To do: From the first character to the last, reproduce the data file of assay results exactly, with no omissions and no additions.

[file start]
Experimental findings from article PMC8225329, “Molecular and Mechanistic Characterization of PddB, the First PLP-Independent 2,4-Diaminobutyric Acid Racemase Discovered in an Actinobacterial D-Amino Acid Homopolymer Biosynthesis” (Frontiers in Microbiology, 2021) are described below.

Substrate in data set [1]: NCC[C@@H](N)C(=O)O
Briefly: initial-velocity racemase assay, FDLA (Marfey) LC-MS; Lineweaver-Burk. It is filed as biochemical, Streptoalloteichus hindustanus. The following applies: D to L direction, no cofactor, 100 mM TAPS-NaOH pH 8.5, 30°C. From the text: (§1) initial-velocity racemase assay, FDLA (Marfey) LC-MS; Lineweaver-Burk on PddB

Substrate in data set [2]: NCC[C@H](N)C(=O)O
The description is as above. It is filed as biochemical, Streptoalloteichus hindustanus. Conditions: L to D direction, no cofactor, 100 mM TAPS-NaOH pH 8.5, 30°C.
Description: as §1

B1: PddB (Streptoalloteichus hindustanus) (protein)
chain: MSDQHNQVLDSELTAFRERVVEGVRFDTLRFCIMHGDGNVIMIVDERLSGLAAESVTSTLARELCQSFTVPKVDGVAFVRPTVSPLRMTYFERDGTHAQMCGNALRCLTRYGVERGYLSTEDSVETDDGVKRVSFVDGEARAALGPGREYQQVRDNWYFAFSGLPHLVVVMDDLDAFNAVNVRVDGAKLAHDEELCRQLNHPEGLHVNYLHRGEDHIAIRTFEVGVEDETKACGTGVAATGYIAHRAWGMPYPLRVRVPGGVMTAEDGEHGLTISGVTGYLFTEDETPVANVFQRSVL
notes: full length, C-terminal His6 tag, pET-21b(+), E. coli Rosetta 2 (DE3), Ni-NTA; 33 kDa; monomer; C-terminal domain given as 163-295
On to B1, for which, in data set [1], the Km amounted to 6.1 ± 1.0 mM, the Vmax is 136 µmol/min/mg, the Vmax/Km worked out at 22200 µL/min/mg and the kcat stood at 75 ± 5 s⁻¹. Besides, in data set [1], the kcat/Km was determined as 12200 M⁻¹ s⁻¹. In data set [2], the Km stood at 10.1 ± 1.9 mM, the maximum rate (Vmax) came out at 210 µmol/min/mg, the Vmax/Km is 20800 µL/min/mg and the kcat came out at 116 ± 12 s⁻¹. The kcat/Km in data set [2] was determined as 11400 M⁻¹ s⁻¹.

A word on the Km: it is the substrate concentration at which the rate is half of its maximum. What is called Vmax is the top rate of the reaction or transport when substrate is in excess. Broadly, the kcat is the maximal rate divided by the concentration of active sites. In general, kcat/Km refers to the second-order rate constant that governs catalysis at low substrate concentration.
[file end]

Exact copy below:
Experimental findings from article PMC8225329, “Molecular and Mechanistic Characterization of PddB, the First PLP-Independent 2,4-Diaminobutyric Acid Racemase Discovered in an Actinobacterial D-Amino Acid Homopolymer Biosynthesis” (Frontiers in Microbiology, 2021) are described below.

Substrate in data set [1]: NCC[C@@H](N)C(=O)O
Briefly: initial-velocity racemase assay, FDLA (Marfey) LC-MS; Lineweaver-Burk. It is filed as biochemical, Streptoalloteichus hindustanus. The following applies: D to L direction, no cofactor, 100 mM TAPS-NaOH pH 8.5, 30°C. From the text: (§1) initial-velocity racemase assay, FDLA (Marfey) LC-MS; Lineweaver-Burk on PddB

Substrate in data set [2]: NCC[C@H](N)C(=O)O
The description is as above. It is filed as biochemical, Streptoalloteichus hindustanus. Conditions: L to D direction, no cofactor, 100 mM TAPS-NaOH pH 8.5, 30°C.
Description: as §1

B1: PddB (Streptoalloteichus hindustanus) (protein)
chain: MSDQHNQVLDSELTAFRERVVEGVRFDTLRFCIMHGDGNVIMIVDERLSGLAAESVTSTLARELCQSFTVPKVDGVAFVRPTVSPLRMTYFERDGTHAQMCGNALRCLTRYGVERGYLSTEDSVETDDGVKRVSFVDGEARAALGPGREYQQVRDNWYFAFSGLPHLVVVMDDLDAFNAVNVRVDGAKLAHDEELCRQLNHPEGLHVNYLHRGEDHIAIRTFEVGVEDETKACGTGVAATGYIAHRAWGMPYPLRVRVPGGVMTAEDGEHGLTISGVTGYLFTEDETPVANVFQRSVL
notes: full length, C-terminal His6 tag, pET-21b(+), E. coli Rosetta 2 (DE3), Ni-NTA; 33 kDa; monomer; C-terminal domain given as 163-295
On to B1, for which, in data set [1], the Km amounted to 6.1 ± 1.0 mM, the Vmax is 136 µmol/min/mg, the Vmax/Km worked out at 22200 µL/min/mg and the kcat stood at 75 ± 5 s⁻¹. Besides, in data set [1], the kcat/Km was determined as 12200 M⁻¹ s⁻¹. In data set [2], the Km stood at 10.1 ± 1.9 mM, the maximum rate (Vmax) came out at 210 µmol/min/mg, the Vmax/Km is 20800 µL/min/mg and the kcat came out at 116 ± 12 s⁻¹. The kcat/Km in data set [2] was determined as 11400 M⁻¹ s⁻¹.

A word on the Km: it is the substrate concentration at which the rate is half of its maximum. What is called Vmax is the top rate of the reaction or transport when substrate is in excess. Broadly, the kcat is the maximal rate divided by the concentration of active sites. In general, kcat/Km refers to the second-order rate constant that governs catalysis at low substrate concentration.